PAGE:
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Native Species

Coachella Valley Fringe-toed Lizard
Coachella Valley Fringe-toed Lizard. Photo by Michele Felix-Derbarmdiker

Southern California may invoke images of urbanization, but it is actually a treasure box of habitats and micro-climates. This diversity allows for a cornucopia of native species to exist in even the most developed pockets of landscape. Native species are organisms that exist in an area for natural reasons such as evolution. They have evolved with that particular environment and have a set of adaptations specific to survival in that ecosystem. There are two types of native species: indigenous and endemic. Indigenous species are found naturally in multiple places as where endemic species are found in one specific area only. For example, the Virginia Opossum is naturally found in many California habitats but it can also be found throughout most of North America, therefore it is an indigenous species. In contrast, the Coachella Valley Fringe-toed Lizard is only found in specific sand dunes in the desert region of Riverside County, this is an endemic species. Indigenous wildlife tends to be more robust and resilient to changes to their habitat. Endemic species tend to be more fragile because of their specific habitat requirements and adaptations. Even slight changes in their environment can have devastating consequences. Whether a native species is endemic or indigenous, their resource requirements must be taken into consideration as Southern California continues to expand and demand more of our natural resources.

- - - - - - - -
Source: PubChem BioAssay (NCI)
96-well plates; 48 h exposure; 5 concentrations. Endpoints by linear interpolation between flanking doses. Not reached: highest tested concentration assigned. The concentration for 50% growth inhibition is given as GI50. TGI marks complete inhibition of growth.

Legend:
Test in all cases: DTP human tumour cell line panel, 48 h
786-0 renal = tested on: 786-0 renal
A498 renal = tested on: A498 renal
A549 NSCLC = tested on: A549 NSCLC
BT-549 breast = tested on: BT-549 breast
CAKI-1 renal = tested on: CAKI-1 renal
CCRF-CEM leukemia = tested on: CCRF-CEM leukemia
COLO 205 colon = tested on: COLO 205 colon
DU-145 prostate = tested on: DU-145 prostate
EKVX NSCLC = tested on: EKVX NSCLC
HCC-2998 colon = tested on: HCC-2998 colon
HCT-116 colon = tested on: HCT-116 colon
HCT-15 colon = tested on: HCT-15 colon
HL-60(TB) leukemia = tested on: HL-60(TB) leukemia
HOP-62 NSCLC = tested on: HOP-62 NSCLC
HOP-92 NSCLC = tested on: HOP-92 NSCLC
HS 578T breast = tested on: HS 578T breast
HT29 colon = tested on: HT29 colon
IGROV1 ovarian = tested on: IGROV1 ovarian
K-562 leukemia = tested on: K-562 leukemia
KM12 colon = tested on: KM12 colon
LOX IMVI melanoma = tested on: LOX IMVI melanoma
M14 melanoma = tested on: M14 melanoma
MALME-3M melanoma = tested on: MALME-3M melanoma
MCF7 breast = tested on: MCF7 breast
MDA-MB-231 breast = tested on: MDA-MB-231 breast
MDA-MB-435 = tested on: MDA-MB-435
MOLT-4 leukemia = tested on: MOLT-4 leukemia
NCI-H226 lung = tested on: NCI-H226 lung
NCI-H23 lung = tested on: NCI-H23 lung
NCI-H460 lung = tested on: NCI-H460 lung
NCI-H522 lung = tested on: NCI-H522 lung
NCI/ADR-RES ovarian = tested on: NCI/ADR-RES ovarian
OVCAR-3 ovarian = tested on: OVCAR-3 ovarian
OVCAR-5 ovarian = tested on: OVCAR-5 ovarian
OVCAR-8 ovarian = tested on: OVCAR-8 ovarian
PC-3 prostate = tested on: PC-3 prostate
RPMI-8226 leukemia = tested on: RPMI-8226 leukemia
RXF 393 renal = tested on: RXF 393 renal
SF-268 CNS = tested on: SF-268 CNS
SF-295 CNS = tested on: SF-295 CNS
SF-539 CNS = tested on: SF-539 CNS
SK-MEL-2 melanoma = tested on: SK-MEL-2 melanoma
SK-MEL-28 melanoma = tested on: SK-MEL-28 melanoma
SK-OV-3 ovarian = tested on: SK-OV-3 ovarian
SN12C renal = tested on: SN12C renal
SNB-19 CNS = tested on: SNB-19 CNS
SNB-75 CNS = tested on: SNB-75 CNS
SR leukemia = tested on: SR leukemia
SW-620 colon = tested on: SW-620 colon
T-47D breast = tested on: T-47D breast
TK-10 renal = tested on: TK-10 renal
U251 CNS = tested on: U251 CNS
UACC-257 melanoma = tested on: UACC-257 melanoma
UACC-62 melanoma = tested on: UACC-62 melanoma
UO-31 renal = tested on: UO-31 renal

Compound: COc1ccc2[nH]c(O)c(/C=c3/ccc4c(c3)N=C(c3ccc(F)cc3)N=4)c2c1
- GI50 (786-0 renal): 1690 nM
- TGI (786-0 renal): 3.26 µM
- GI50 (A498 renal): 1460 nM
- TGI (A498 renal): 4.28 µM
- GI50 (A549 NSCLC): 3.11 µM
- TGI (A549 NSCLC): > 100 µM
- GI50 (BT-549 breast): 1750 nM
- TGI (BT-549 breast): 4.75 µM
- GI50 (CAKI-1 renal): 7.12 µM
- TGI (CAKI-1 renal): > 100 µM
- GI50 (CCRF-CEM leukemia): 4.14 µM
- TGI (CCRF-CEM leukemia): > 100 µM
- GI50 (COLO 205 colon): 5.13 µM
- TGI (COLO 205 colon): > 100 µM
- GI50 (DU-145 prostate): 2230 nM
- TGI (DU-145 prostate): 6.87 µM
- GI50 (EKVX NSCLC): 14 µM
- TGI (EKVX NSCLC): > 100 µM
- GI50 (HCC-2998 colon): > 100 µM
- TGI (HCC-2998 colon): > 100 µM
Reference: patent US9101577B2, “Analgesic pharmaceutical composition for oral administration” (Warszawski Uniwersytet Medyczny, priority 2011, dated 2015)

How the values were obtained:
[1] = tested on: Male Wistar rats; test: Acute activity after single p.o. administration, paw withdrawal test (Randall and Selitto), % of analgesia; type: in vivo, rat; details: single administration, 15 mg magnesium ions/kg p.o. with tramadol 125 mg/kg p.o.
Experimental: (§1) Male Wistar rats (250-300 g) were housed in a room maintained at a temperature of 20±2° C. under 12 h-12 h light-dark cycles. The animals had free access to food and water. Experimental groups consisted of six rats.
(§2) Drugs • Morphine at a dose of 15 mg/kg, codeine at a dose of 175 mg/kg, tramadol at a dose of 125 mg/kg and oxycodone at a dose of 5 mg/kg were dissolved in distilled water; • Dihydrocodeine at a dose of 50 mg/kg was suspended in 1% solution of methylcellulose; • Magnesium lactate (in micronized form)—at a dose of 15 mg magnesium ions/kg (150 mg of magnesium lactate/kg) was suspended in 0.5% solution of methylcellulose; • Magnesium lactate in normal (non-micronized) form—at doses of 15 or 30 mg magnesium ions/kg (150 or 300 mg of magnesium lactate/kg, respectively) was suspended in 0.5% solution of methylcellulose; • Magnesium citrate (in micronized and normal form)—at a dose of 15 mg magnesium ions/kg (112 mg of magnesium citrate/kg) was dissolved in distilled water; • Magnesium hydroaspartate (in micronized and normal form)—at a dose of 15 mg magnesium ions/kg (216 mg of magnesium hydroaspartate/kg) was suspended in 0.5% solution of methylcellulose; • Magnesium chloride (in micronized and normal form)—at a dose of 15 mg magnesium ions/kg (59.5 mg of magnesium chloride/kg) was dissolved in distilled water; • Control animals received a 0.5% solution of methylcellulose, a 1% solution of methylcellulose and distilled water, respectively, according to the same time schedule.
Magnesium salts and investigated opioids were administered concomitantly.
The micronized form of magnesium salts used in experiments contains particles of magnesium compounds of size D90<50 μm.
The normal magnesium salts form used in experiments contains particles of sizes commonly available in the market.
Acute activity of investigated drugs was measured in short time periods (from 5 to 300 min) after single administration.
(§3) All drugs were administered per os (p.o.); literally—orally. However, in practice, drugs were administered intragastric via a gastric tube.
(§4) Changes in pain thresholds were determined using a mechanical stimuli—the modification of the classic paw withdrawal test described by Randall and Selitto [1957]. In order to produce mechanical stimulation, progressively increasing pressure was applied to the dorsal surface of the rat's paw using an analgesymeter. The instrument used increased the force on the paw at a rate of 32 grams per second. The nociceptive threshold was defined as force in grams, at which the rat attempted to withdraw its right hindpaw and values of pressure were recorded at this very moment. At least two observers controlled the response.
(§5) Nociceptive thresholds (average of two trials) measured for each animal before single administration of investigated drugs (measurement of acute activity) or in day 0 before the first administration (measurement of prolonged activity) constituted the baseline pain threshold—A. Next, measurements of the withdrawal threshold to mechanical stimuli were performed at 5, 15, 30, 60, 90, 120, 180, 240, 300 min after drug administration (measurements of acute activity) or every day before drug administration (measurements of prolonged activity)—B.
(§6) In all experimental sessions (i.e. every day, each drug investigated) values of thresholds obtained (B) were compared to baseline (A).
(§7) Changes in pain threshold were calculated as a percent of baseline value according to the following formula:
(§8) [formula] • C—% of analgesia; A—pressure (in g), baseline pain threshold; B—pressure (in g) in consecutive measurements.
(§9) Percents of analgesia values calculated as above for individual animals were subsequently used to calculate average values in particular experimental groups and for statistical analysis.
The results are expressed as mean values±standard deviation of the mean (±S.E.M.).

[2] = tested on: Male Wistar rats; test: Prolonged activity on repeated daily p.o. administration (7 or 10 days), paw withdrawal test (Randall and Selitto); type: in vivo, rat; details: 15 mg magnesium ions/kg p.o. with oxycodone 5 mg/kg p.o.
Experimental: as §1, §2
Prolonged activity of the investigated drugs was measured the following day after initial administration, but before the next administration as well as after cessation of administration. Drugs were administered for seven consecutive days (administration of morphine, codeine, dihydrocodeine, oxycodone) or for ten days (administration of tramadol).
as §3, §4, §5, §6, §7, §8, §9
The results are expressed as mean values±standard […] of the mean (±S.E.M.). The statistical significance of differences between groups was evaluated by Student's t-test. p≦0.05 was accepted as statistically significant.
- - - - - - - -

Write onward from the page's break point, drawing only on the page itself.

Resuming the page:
Multiple Species Habitat Conservation Plan (MSHCP)

The Western Riverside County Multi Species Habitat Conservation Plan (MSHCP) is a unified plan that guides development and provides for economic growth while protecting local habitats for native plants and animals. In the 1980s-1990s a growing number of endangered species was slowing urbanization. Through a lengthy stakeholder process and environmental evaluation, a comprehensive approach was developed to protect our unique landscapes and wildlife while expediting development. The Western Riverside County Regional Conservation Authority (RCA) was created to steward the Plan, or MSHCP. The RCRCD was part of the process that developed the plan, and the monitoring biologists for the MSHCP are housed in building C at the RCD’s headquarters: the Resource Conservation Center. The RCRCD conducts habitat conservation projects that support and complement the Plan and staff work with RCA in the sharing of information.